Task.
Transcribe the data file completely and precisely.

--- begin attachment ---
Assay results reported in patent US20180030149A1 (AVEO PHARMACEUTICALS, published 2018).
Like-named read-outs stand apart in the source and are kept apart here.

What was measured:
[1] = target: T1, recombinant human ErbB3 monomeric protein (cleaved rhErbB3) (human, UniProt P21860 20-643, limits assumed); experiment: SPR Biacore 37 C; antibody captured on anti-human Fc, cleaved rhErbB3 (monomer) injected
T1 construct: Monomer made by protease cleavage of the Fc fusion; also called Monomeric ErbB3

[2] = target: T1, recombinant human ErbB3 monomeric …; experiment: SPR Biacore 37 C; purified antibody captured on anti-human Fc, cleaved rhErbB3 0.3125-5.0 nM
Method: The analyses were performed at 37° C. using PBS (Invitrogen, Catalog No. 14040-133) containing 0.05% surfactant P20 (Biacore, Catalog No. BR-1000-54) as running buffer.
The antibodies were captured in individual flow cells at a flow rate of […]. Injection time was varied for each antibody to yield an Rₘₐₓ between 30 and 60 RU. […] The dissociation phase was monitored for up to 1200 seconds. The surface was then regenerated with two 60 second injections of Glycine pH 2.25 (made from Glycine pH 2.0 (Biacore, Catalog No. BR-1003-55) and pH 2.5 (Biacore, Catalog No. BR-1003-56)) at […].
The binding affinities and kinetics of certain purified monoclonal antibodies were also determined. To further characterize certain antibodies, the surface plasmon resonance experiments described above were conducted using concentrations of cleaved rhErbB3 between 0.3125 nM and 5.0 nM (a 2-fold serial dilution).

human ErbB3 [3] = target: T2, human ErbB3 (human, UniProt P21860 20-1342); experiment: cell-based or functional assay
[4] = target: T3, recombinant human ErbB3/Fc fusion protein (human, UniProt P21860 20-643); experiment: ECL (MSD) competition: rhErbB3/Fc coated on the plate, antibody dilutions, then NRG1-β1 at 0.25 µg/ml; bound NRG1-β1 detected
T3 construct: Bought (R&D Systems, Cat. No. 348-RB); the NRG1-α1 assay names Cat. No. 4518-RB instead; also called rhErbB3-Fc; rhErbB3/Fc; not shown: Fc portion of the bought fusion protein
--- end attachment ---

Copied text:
Assay results reported in patent US20180030149A1 (AVEO PHARMACEUTICALS, published 2018).
Like-named read-outs stand apart in the source and are kept apart here.

What was measured:
[1] = target: T1, recombinant human ErbB3 monomeric protein (cleaved rhErbB3) (human, UniProt P21860 20-643, limits assumed); experiment: SPR Biacore 37 C; antibody captured on anti-human Fc, cleaved rhErbB3 (monomer) injected
T1 construct: Monomer made by protease cleavage of the Fc fusion; also called Monomeric ErbB3

[2] = target: T1, recombinant human ErbB3 monomeric …; experiment: SPR Biacore 37 C; purified antibody captured on anti-human Fc, cleaved rhErbB3 0.3125-5.0 nM
Method: The analyses were performed at 37° C. using PBS (Invitrogen, Catalog No. 14040-133) containing 0.05% surfactant P20 (Biacore, Catalog No. BR-1000-54) as running buffer.
The antibodies were captured in individual flow cells at a flow rate of […]. Injection time was varied for each antibody to yield an Rₘₐₓ between 30 and 60 RU. […] The dissociation phase was monitored for up to 1200 seconds. The surface was then regenerated with two 60 second injections of Glycine pH 2.25 (made from Glycine pH 2.0 (Biacore, Catalog No. BR-1003-55) and pH 2.5 (Biacore, Catalog No. BR-1003-56)) at […].
The binding affinities and kinetics of certain purified monoclonal antibodies were also determined. To further characterize certain antibodies, the surface plasmon resonance experiments described above were conducted using concentrations of cleaved rhErbB3 between 0.3125 nM and 5.0 nM (a 2-fold serial dilution).

human ErbB3 [3] = target: T2, human ErbB3 (human, UniProt P21860 20-1342); experiment: cell-based or functional assay
[4] = target: T3, recombinant human ErbB3/Fc fusion protein (human, UniProt P21860 20-643); experiment: ECL (MSD) competition: rhErbB3/Fc coated on the plate, antibody dilutions, then NRG1-β1 at 0.25 µg/ml; bound NRG1-β1 detected
T3 construct: Bought (R&D Systems, Cat. No. 348-RB); the NRG1-α1 assay names Cat. No. 4518-RB instead; also called rhErbB3-Fc; rhErbB3/Fc; not shown: Fc portion of the bought fusion protein